Our Yoga practice – whether we mean the practice of asana, pranayama or meditation – is heavily influenced by what and how we eat. That is because our daily diet influences our strength and flexibility, our ability to take long deep breaths, our ability to focus and our clarity of mind.

But this is only the most obvious level of looking at the topic. In the end our Yoga practice is a mirror for life. And how well we are able to do our asanas or pranayama practices shows only what we like to overlook the rest of the day: That our diet has a profound effect on our health, physical and psychological well-being, or emotional constitution and eventually on our entire life.

So if there are concepts in Yoga on how and what to eat to elevate your yogic pracitces (i.e. asana, pranayama, meditation etc.), those concepts might actually be beneficial for the rest of our lifes, too! Therefore, let’s take a look into two yogic concepts for eating:

1. Eat sattvic food!

Sattvic FoodYoga classifies foods into three qualities: sattvic (meaning balance, order, purity), rajasic (change, movement, dynamism) and tamasic (dark, letargic, dull, slow). All three qualities are part of life and none of them is good or bad. Obviously rajasic and tamasic qualities are counteracting and balancing each other. The yogi is aiming for a balanced and pure body and mind and therefor is advised to eat food of the same quality: sattvic food.

Sattvic foods are:

  • all kinds of fruits, as long as they are ripe, sweet and whole
  • all vegetables except onions and garlic
  • wholemeal grains
  • legumes and nuts
  • virgin oils, virgin meaning processed only mechanical (non-chemical) and under low temperature
  • natural raw sugars like honey
  • spices like ginger, cinnamon, cardamon, fennel, cumin, kurkuma
  • herbs like mint and basil
  • untreated organic milkproducts from grass-fed happy cows

Overly stimulating and activating foods would be considered rajasic:

  • e.g. onions, garlic, chili, alcohol, coffee

Heavy foods, that make us slow and lethargic are tamasic:

  • e.g. meat, fish, eggs, mushrooms, processed or canned foods, stale or reheated foods, microwaved foods

There is definitely no need to be rigid about only eating sattvic foods (unless we are maybe on a meditation-retreat) and every body reacts different to certain foods, but being concious about the quality of the food we eat and checking how we feel after eating can make a great difference in our lifes.

2. Moderate and mindful Eating – Mitahara

The Hatha Yoga Pradipika mentions Mitahara as a basic principle for the yogi:

„Light, salubrious and sweet food, eaten with attentivness and awarness, keeping one quarter of the stomach emty, is called Mitahara“
-Hatha Yoga Pradipika, I.60

Even the healthiest food will have an upsetting effect if we consume too much of it. A general rule of thumb is to leave at least a quarter of our stomach empty to leave space for digestive movements. So be mindful when filling your plate. Maybe halfway through your meal, put down your fork, take a couple of breaths and become aware of how full you are already. Then continue only if you feel so. Many of us where taught as a child to finish the plate which for many of us meant overruling what our body told us. Let’s reconnect with the body and relearn to listen!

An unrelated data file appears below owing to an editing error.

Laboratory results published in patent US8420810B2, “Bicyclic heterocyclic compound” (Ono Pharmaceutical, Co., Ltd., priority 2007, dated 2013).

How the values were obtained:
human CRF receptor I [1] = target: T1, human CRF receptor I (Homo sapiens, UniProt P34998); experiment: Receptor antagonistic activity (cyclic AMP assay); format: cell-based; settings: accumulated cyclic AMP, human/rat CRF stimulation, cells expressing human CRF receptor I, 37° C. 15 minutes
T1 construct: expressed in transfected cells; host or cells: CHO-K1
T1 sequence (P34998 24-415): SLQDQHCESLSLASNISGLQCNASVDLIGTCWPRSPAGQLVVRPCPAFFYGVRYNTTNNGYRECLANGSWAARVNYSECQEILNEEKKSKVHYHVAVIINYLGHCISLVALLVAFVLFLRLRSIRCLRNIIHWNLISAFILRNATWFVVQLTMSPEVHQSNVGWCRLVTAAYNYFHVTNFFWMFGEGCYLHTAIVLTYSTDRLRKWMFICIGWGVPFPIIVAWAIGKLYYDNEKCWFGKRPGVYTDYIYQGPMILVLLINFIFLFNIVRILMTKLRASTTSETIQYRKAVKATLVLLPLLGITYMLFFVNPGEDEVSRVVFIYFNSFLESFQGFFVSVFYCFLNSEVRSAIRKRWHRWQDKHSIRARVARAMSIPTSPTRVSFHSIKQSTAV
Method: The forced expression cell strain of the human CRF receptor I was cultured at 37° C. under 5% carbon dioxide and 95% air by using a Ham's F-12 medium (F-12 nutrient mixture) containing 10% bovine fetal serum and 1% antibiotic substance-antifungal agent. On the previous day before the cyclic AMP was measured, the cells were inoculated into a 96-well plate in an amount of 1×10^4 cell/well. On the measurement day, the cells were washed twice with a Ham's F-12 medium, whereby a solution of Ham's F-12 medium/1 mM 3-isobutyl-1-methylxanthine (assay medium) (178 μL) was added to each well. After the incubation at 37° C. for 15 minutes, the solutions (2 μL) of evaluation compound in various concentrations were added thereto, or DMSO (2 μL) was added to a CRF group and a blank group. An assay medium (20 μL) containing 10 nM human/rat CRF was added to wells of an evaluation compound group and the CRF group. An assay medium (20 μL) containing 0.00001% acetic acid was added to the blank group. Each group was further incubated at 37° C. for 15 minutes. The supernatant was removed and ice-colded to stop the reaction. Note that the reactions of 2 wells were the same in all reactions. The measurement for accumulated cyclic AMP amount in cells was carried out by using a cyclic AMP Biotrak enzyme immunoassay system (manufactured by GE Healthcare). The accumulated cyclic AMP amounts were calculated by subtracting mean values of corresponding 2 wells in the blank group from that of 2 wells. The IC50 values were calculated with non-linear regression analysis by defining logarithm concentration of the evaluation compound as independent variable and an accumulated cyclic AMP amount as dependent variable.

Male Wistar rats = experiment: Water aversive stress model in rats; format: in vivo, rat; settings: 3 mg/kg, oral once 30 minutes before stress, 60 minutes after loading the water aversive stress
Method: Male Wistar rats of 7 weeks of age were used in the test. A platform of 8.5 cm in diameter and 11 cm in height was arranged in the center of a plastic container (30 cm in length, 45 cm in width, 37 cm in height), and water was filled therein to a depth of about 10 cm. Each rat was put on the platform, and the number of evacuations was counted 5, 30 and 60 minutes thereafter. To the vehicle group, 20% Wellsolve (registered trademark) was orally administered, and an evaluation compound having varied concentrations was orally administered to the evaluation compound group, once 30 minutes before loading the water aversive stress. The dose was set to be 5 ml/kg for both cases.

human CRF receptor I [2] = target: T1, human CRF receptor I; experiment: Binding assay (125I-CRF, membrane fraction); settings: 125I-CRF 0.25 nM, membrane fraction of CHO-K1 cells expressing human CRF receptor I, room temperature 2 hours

Before you start your meal, be sure to be hungry, because this is the sign of the body that it is ready for assimilation. This will make the whole digestive process more effecient. On the other hand, don’t wait until you are ravenous!

Take a couple of deep breaths before starting the meal, be grateful for whatever you decided to put on your plate (even if it’s junk food), calm your mind and focus on the ritual of eating. Smell the food and appreciate it. Smile! Then chew slowly and plenty (it’s the first step of digestition and humans are meant to grind food, not gorge). Try to find and enjoy all different tastes of all the ingredients of that meal.

Last but not least, a great way of being mindful is preparing the meal ourselves, buying all the ingredients in its original state, handling and touching the food and thus creating an even deeper relationship to each ingredient.

Many of those things can be considered common sense and no big secret at all, yet we rarely pay attention. Let’s reeducate ourselves in our eating habits. Just start with being aware about one of those things or pick one meal a day and set it up as a ritual doing all those things. And, as always, enjoy the process!

Tom Richter
Tom Richter

𝒾𝓂𝓅𝓇𝑜𝓋𝑒 𝓎𝑜𝓊𝓇 𝒷𝓇𝑒𝒶𝓉𝒽, 𝒾𝓂𝓅𝓇𝑜𝓋𝑒 𝓎𝑜𝓊𝓇 𝓁𝒾𝒻𝑒 Breathing & Movement Teacher ︴Ashtanga Therapy ︴Pranayama